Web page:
Flames Monday Musings: Tough Road Ahead

Heading into the month of January, the Calgary Flames were firmly holding onto a playoff spot in the Western Conference, and looking forward to a month that would see the team play eight of their 13 games against non-playoff teams.

Things were looking rosy, to say the least. Having won six games in the month of December, Brian Elliott was back on track, and was starting to look like the player the Flames had traded for in the summer. Meanwhile, Chad Johnson was still fairly fresh off of his November tear, and the team was getting healthy again.

Following a solid first week that saw the Flames take two of their first three games, the wheels then fell off. Calgary would lose seven of their remaining 10 games to close out January, failing to score first in any of those contests. Now, coming out of the All Star break and looking ahead to February, the Flames are in serious danger of falling behind in the playoff race.

Not Pulling Their Weight

Part of the Flames’ January struggles certainly had to do with the disappearance of a few key cogs in the offensive machine.

One player whose drought has caught the most attention is, of course, Johnny Gaudreau. With only two goals in 13 January games, Gaudreau has become a lightning rod for what ails the Flames. It’s not just about production, though, as he has been guilty of committing multiple costly turnovers at crucial points in games throughout the month.

Gaudreau may have, however, begun to get things back on track in the Flames’ last game before All-Star weekend. In a 3-2 win over the Ottawa Senators, Gaudreau managed to net the overtime winner along with picking up an assist. Having Gaudreau find his form again down the stretch run would go a long way to helping the Flames claw back into the race for the Pacific Division.

Unfortunately, Gaudreau is not the only player coming off of an abysmal month. Since returning from injury on Jan. 13, Troy Brouwer has gone pointless in eight games. He no doubt deserves to be cut some slack coming off of a hand injury, but blanking the scoresheet while playing top minutes is not something this team can afford right now. On top of it all, the 31-year-old Brouwer is in his first year of a massive, controversial deal, so the Flames are going to need a lot more out of the vet than they have seen so far this season.

Per NHL.com

Lastly, it is crucial for Sam Bennett to begin picking up his offensive play for the Flames down the stretch. Patience is key with young players as talented as Bennett, but unfortunately, patience is a luxury Glen Gulutzan and company don’t have at the moment.

Having sat as a healthy scratch earlier this month, Bennett has put up only one goal in 12 January contests. No assists, just one goal, and a redundant one at that. Bennett scored with one second remaining in the team’s 5-1 loss to the Montreal Canadiens last week, serving no purpose other than to prevent being shut out in back-to-back games.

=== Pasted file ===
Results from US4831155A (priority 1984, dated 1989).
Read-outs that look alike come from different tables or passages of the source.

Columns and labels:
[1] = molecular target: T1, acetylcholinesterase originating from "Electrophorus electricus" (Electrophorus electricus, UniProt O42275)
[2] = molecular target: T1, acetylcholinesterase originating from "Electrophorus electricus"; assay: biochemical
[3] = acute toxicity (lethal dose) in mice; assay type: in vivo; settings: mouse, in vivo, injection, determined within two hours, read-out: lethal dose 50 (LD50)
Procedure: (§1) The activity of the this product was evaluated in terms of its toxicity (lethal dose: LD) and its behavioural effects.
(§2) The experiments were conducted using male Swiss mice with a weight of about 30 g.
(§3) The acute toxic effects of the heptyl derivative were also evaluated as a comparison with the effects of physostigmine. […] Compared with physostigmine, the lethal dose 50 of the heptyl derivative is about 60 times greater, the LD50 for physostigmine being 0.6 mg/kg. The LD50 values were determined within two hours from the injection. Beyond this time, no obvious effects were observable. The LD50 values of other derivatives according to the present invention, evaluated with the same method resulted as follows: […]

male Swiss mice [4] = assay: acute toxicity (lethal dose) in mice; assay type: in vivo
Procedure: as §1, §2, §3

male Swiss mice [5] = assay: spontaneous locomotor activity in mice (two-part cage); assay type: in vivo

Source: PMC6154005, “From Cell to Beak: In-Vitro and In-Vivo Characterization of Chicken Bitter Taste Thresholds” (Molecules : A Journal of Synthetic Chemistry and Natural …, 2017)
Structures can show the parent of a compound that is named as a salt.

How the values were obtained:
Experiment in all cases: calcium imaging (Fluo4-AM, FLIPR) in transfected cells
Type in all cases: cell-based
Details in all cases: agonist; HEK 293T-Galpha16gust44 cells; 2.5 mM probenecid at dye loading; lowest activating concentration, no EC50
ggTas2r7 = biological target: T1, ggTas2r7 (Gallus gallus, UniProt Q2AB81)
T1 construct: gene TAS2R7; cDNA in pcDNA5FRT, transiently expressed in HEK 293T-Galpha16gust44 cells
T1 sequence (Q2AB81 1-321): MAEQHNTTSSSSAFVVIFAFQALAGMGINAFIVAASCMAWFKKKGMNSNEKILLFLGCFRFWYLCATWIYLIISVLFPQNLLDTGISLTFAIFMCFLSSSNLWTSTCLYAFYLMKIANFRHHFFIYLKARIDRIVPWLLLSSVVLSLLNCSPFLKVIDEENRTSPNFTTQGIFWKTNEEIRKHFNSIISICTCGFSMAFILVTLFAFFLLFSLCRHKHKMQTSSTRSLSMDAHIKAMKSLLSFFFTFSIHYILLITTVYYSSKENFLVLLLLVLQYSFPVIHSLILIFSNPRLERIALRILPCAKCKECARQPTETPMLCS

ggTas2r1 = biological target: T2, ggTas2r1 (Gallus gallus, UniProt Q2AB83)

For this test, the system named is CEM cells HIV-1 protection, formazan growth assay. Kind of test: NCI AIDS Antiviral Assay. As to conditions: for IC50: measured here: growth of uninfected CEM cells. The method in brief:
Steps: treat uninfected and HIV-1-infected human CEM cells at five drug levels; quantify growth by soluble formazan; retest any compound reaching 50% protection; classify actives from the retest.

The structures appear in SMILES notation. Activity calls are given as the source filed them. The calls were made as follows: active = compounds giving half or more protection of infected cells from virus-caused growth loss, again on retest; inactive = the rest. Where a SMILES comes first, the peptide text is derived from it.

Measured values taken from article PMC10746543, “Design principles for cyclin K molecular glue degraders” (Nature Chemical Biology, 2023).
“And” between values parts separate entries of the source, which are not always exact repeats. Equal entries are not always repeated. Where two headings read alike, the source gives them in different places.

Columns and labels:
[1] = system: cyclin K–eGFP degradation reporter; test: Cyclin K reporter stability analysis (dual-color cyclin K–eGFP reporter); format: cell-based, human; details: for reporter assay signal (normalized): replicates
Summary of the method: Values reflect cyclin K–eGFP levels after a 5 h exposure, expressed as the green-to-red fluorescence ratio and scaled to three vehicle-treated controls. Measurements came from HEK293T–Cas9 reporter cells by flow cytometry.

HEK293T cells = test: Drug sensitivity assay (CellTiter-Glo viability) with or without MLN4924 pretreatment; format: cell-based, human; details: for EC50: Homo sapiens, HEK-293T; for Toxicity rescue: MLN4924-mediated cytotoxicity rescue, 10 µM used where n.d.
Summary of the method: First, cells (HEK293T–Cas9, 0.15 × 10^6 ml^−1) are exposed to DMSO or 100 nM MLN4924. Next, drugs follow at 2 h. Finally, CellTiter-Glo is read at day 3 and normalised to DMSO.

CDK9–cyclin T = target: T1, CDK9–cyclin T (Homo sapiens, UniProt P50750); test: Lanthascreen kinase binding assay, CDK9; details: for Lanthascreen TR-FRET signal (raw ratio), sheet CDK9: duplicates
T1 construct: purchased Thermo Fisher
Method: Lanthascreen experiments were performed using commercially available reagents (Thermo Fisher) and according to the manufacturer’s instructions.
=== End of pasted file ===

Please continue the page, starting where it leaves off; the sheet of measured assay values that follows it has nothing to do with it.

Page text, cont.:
Mid-Season Equipment Change

On another note, somewhat under the radar but potentially impactful changes are coming to the game this week. As of this coming Saturday, every keeper in the NHL will be required to change to new, smaller goalie pants.

As a continued effort to reduce the ever-growing size of goaltender equipment, and ultimately increase scoring, goalies’ pant sizes now must be no more than six inches greater than their waist size.

Shrinking the pants is only the first step in a larger initiative to reduce the bulk today’s goalies are wearing in order to cover more net, but it’s proving to be a complicated process. More changes to the size of chest protectors, and even gloves may be in place for next season, but that is still to be determined.

The new, slimmer pants are getting mixed reactions, but have received no complaints from either of Calgary’s two netminders. Having practiced with the new pads extensively, Brian Elliott said there was “no change” in terms of his comfort and performance on the ice. No doubt the team is hoping that there is a change — for the better — as the Flames are in desperate need of more consistency in net moving forward.

A Tough February Ahead

After closing out January by losing four of five and having been outscored 22-10 in the process, the All-Star break couldn’t have come at a better time for the Flames. Now the team looks ahead to a very difficult February, where they will play eight of their 12 games on the road.


Kicking things off is a home date with the surging Minnesota Wild on Wednesday, who now sit atop the Western Conference having won eight of their past 10. Following that, the team will kick off an Eastern U.S. trip that starts on Friday night against the New Jersey Devils, where the Flames will look to exact some revenge following a home loss to the Devils just a couple of weeks ago.

With two games early next week at the New York Rangers and Pittsburgh Penguins, three of Calgary’s next four are coming against top-10 teams in the league. The Flames must be able to punch above their weight class here to keep pace, especially with all of the teams chasing Calgary holding two or three games in hand.